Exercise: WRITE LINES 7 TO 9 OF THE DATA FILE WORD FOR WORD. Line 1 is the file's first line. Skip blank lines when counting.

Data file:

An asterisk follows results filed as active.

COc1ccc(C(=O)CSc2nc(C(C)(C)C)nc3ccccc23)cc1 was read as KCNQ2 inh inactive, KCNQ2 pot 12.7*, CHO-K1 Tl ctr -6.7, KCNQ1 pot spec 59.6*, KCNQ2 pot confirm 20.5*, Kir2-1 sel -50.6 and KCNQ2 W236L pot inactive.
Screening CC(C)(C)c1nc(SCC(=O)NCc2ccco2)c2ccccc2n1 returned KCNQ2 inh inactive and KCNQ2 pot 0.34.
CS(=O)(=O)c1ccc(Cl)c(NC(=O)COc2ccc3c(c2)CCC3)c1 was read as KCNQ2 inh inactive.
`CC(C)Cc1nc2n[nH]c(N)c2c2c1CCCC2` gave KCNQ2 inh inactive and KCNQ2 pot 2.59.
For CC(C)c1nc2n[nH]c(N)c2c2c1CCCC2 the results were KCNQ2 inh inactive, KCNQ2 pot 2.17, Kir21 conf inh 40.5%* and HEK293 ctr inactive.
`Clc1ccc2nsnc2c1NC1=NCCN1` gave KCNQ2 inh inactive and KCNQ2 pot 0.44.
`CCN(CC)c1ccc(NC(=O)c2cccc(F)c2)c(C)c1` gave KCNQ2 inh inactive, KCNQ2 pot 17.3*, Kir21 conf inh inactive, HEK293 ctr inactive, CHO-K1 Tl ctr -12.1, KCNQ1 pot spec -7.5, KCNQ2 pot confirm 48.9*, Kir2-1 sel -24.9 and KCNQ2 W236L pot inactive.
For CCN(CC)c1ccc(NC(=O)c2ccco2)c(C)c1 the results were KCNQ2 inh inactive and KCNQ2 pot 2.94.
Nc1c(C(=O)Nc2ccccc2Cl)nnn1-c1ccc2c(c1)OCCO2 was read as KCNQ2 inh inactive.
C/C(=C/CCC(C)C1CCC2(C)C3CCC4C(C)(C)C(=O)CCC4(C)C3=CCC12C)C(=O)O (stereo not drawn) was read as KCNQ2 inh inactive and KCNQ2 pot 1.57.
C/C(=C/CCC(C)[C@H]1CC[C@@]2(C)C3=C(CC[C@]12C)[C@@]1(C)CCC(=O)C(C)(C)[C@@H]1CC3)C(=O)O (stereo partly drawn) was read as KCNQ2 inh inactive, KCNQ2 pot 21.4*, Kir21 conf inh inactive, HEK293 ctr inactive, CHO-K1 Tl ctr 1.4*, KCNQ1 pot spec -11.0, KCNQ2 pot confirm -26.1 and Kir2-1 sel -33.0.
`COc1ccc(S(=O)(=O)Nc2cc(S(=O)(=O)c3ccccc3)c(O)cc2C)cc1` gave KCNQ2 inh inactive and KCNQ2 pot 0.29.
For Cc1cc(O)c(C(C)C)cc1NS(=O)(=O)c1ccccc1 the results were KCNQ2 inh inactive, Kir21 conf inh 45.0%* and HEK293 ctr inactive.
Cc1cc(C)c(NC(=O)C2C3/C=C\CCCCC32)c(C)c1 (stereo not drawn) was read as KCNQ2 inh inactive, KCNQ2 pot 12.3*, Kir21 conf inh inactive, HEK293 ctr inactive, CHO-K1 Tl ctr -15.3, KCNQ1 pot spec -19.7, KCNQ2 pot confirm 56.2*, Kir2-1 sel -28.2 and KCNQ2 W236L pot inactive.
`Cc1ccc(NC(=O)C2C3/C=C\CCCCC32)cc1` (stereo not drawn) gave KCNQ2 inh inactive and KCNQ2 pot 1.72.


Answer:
`Clc1ccc2nsnc2c1NC1=NCCN1` gave KCNQ2 inh inactive and KCNQ2 pot 0.44.
`CCN(CC)c1ccc(NC(=O)c2cccc(F)c2)c(C)c1` gave KCNQ2 inh inactive, KCNQ2 pot 17.3*, Kir21 conf inh inactive, HEK293 ctr inactive, CHO-K1 Tl ctr -12.1, KCNQ1 pot spec -7.5, KCNQ2 pot confirm 48.9*, Kir2-1 sel -24.9 and KCNQ2 W236L pot inactive.
For CCN(CC)c1ccc(NC(=O)c2ccco2)c(C)c1 the results were KCNQ2 inh inactive and KCNQ2 pot 2.94.